Toronto-based organization WoodGreen Community Services is on a mission to ensure even the city’s most vulnerable residents have what they need when it comes to affordable housing, skills training, food security and so much more.

By Krystal Koo


Th e pandemic had a devastating impact on the lives of countless Torontonians whose needs remain unmet to this day. More than 300,000 residents say they have no one to turn to when they need help, according to the 2022 Toronto Social Capital Study.


To that end, there’s more to be done at the community level, which is why I’m helping to organize a gala to raise money for WoodGreen Community Services, one of the city ’s largest social-service agencies. Given the overwhelming disparity of wealth and equality in the city , I joined WoodGreen’s board of directors in 2018 to help champion the organization’s work, programs and human impact.


It is a great honour for me to create and host WoodGreen’s inaugural UNMET Gala, which was held this year on May 4. (Read more about the event here.) I have been working closely with them to ensure the success of this event, as WoodGreen’s work plays a critical role in promoting the health and vibrancy of our city . I firmly believe that all Torontonians deserve the opportunity to thrive, and I am committed to supporting WoodGreen’s mission through this gala. Held within the storied walls of the Royal Ontario Museum, it was truly unlike anything Toronto has ever seen, and we were able to shine a light on the transformative impact WoodGreen has had on the lives of hundreds of thousands of people in our city .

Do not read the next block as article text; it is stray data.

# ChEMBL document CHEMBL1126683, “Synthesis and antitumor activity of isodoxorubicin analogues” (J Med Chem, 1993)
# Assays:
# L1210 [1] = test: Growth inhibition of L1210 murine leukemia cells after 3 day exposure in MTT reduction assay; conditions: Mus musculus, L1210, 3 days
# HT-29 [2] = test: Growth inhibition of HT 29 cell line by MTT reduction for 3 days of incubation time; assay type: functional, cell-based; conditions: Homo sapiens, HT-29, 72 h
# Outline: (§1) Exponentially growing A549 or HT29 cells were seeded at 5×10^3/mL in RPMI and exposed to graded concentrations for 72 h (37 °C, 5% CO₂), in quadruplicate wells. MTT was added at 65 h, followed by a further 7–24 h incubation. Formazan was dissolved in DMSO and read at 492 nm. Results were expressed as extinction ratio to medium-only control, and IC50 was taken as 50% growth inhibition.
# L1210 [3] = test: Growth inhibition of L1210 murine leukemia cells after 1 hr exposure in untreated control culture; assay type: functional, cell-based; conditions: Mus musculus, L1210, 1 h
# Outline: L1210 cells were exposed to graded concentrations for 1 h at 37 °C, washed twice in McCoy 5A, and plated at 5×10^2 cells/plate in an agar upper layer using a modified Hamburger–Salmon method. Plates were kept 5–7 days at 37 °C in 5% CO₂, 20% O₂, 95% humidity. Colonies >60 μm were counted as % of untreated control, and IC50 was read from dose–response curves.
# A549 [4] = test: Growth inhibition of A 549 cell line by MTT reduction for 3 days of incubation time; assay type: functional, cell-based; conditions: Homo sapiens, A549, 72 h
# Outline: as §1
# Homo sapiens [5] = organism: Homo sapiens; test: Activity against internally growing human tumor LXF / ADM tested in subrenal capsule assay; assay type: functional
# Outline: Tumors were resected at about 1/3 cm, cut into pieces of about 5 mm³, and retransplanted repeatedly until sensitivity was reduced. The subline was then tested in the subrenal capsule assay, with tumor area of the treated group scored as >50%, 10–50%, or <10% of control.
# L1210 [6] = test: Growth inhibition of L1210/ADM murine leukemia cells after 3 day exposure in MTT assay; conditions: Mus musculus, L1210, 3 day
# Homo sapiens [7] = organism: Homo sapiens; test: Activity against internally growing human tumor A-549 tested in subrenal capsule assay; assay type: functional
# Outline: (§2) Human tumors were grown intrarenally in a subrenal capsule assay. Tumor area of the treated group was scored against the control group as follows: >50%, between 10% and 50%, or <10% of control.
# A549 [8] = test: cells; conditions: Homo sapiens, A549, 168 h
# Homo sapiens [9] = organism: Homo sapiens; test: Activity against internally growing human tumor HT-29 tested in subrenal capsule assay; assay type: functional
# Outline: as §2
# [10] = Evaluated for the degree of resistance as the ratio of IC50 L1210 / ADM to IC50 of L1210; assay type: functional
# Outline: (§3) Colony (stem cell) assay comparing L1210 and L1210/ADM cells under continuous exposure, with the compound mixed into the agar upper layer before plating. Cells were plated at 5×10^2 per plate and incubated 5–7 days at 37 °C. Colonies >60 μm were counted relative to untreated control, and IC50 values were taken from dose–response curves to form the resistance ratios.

Funds that were raised at the gala will ultimately support WoodGreen’s recently launched UNMET Needs campaign, which aims to raise $25 million to continue its work delivering support to the city ’s most vulnerable residents. Specifically, the campaign focuses on seven social support pillars: seniors’ affordable housing and community care; youth education, skills training and mental health and wellness; affordable housing for at-risk youth and marginal populations; childcare, housing, training and education for women and children fleeing abuse; training and employment for those who are unemployed or underemployed; newcomer refugee housing, skills training and other settlement services; and food and financial insecurity.


As a Toronto native and head of sales and marketing for the real estate company Dream, I’m always looking for ways to give back to my community. It’s especially meaningful when my volunteer work aligns with my professional work: housing Canadians. WoodGreen is the city ’s largest non-municipal affordable housing provider — and I’ve witnessed first-hand how life-changing its programs can be. The organization owns and manages 20 sites in the city where residents — from children to seniors from diverse backgrounds — can access a plethora of supportive services.


WoodGreen is a compassionate ally for so many. It serves 37,000 people each year through 75 programs and services, but the need continues to grow. As a result of the pandemic, community agencies like WoodGreen have been dealing with a dramatic increase in the demand for their services. Those in underserved neighbourhoods are disproportionately affected.


The amount of support the organization has received so far has been overwhelming. Th e Sprott Foundation recently donated $4 million to the campaign, the largest single gift in WoodGreen’s 86-year history. The funds will be used specifically to help deliver a new affordable seniors’ housing project.


Our work is just beginning, as the UNMET Needs campaign represents the largest fundraising effort the organization has ever launched. It has been an honour to celebrate and work with WoodGreen, which has improved the lives of so many and will continue to do so as its impact grows.


To learn more about WoodGreen, how to donate or to get involved in the UNMET Needs campaign, please visit